Aquino sets ultimatum to Filipino Sabah claimants

A Malaysian police commando stands guard in the village of Sahabat 17, near Lahad Datu, on the Malaysian island of Borneo on February 19, 2013. The followers of a Filipino sultan made a boat trip from their homes on remote islands in the southern Philippines to occupy a Malaysian fishing village two weeks ago, after the sultan gave them a blessing to live there

While promising to listen to the grievances of the Filipino Sabah claimants, President Benigno "Noynoy" Aquino has ordered their Sultanate leader to ask his followers to leave Sabah.

This comes a day after the government sent "mercy ships" to Sabah, Malaysia to convince dozens of Filipino men, a handful of them armed, to return home. Negotiations have also been ongoing in the past week.

Prince Rajah Mudah Agbimuddin Kiram's followers for two weeks have been holed up in Lahad Datu town, now surrounded by Malaysian authorities.

"The right thing to do now would be to order your followers to return home as soon as possible. The choices and consequences are yours. If you choose not to cooperate, the full force of the laws of the state will be used to achieve justice for all who have been put in harm’s way," Aquino said in a press briefing Tuesday.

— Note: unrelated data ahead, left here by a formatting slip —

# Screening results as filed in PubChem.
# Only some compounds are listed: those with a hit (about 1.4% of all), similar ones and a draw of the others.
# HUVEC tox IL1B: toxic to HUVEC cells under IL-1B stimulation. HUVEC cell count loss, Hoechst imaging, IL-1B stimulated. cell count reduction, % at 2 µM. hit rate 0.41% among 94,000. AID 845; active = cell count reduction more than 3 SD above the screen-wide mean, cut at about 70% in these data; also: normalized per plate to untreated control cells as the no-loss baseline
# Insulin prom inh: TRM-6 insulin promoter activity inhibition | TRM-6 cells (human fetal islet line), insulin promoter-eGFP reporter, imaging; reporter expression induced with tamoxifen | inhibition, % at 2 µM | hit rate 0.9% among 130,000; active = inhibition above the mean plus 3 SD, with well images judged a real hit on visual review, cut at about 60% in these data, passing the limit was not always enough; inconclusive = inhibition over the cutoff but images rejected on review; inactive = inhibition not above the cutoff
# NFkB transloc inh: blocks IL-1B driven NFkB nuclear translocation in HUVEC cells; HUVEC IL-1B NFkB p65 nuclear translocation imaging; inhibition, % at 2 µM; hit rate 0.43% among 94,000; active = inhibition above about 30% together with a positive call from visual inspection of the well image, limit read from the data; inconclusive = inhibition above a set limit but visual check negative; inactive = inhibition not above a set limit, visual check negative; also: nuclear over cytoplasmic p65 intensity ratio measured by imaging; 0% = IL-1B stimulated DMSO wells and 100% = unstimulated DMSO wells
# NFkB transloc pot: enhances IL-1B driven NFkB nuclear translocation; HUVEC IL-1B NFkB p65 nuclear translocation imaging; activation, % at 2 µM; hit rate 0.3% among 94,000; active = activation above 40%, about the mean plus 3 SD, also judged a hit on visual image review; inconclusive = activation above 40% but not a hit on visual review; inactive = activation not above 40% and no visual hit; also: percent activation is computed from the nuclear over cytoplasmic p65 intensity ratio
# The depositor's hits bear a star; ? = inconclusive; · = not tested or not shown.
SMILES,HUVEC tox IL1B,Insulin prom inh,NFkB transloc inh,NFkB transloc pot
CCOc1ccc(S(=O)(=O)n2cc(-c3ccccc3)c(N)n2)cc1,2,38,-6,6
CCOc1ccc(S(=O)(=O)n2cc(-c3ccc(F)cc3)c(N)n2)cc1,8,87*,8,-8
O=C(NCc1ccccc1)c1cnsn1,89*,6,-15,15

Related story: Sultan says followers won't leave Borneo 

Aquino also said a probe has been launched against Kiram and his followers and that charges could be filed should Kiram refuse to heed his warnings.

"As President and chief executor of our laws, I have tasked an investigation into possible violations of laws by you, your followers, and collaborators engaged in this foolhardy act. May I remind you as well that as a citizen of the Republic, you are bound by the constitution and its laws," he said, noting that possible charges include violation of Article II, Section 2 of the Constitution.

Addressing Kiram, Aquino also warned the stand-off might affect PH's relations with Malaysia.

Related story: 'Sabah is our home' 

"Filipinos residing in Basilan, Sulu, and Tawi-Tawi, who trade with Sabah, have had their commerce disrupted. Most of these people are your fellow Muslims. This is a situation that cannot persist," said Aquino.

Aquino, however, admitted a lapse on their part, for not reacting to Kiram's letter sent to his office back in 2010.

"I have just been made aware that a letter to me, from you, was sent through OPAPP in the very first weeks of my term, when we were organizing the government. Unfortunately, this letter was lost in the bureaucratic maze. Let me make clear that there was no intention to ignore your letter. Knowing this now, will you let your mistaken belief dictate your course of action?" said Aquino.

But Aquino notes a "peaceful and open dialogue" is still an option, as he vowed to "sit down as brothers to address your grievances."

Related slideshow: The Sabah standoff


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